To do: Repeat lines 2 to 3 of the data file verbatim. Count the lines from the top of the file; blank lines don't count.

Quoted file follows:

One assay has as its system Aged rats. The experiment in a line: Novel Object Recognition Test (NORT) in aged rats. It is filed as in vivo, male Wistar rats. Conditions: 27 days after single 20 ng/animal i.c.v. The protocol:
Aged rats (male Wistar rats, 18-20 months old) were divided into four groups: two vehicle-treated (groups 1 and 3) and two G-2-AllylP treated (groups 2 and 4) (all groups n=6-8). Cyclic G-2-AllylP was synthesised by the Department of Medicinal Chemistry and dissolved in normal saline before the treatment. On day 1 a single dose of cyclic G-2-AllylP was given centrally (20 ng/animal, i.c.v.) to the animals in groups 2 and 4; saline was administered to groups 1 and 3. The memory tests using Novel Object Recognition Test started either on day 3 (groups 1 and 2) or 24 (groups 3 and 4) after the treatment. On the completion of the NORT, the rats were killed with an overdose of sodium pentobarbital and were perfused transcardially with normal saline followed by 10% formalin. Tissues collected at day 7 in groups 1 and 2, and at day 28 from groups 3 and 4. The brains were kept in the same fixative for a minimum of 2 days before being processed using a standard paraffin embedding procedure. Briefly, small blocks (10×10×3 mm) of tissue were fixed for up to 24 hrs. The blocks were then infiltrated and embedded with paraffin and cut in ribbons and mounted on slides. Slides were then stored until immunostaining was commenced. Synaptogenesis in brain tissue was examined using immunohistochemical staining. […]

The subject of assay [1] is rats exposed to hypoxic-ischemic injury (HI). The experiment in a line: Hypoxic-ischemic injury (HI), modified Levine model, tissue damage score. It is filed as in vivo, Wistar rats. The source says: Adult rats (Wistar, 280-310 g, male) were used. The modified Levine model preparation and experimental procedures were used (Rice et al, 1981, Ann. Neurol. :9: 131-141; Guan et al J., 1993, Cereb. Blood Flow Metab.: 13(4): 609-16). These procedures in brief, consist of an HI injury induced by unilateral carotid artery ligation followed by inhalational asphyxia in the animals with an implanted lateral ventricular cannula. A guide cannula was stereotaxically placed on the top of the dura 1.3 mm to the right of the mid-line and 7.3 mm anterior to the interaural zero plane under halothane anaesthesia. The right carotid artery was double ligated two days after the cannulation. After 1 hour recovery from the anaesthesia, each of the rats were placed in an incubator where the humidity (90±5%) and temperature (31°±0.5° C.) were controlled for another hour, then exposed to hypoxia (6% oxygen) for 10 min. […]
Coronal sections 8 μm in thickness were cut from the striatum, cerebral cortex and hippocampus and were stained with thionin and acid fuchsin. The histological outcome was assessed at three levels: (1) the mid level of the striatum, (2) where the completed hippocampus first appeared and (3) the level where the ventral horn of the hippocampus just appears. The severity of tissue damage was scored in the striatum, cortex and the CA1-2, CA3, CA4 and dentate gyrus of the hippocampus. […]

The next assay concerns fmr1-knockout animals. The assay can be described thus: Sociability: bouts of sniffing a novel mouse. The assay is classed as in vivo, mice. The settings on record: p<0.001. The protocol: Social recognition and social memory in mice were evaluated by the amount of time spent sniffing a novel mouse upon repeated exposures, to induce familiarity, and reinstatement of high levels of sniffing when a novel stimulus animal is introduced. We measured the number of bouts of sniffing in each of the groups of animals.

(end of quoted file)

Aged rats (male Wistar rats, 18-20 months old) were divided into four groups: two vehicle-treated (groups 1 and 3) and two G-2-AllylP treated (groups 2 and 4) (all groups n=6-8). Cyclic G-2-AllylP was synthesised by the Department of Medicinal Chemistry and dissolved in normal saline before the treatment. On day 1 a single dose of cyclic G-2-AllylP was given centrally (20 ng/animal, i.c.v.) to the animals in groups 2 and 4; saline was administered to groups 1 and 3. The memory tests using Novel Object Recognition Test started either on day 3 (groups 1 and 2) or 24 (groups 3 and 4) after the treatment. On the completion of the NORT, the rats were killed with an overdose of sodium pentobarbital and were perfused transcardially with normal saline followed by 10% formalin. Tissues collected at day 7 in groups 1 and 2, and at day 28 from groups 3 and 4. The brains were kept in the same fixative for a minimum of 2 days before being processed using a standard paraffin embedding procedure. Briefly, small blocks (10×10×3 mm) of tissue were fixed for up to 24 hrs. The blocks were then infiltrated and embedded with paraffin and cut in ribbons and mounted on slides. Slides were then stored until immunostaining was commenced. Synaptogenesis in brain tissue was examined using immunohistochemical staining. […]

The subject of assay [1] is rats exposed to hypoxic-ischemic injury (HI). The experiment in a line: Hypoxic-ischemic injury (HI), modified Levine model, tissue damage score. It is filed as in vivo, Wistar rats. The source says: Adult rats (Wistar, 280-310 g, male) were used. The modified Levine model preparation and experimental procedures were used (Rice et al, 1981, Ann. Neurol. :9: 131-141; Guan et al J., 1993, Cereb. Blood Flow Metab.: 13(4): 609-16). These procedures in brief, consist of an HI injury induced by unilateral carotid artery ligation followed by inhalational asphyxia in the animals with an implanted lateral ventricular cannula. A guide cannula was stereotaxically placed on the top of the dura 1.3 mm to the right of the mid-line and 7.3 mm anterior to the interaural zero plane under halothane anaesthesia. The right carotid artery was double ligated two days after the cannulation. After 1 hour recovery from the anaesthesia, each of the rats were placed in an incubator where the humidity (90±5%) and temperature (31°±0.5° C.) were controlled for another hour, then exposed to hypoxia (6% oxygen) for 10 min. […]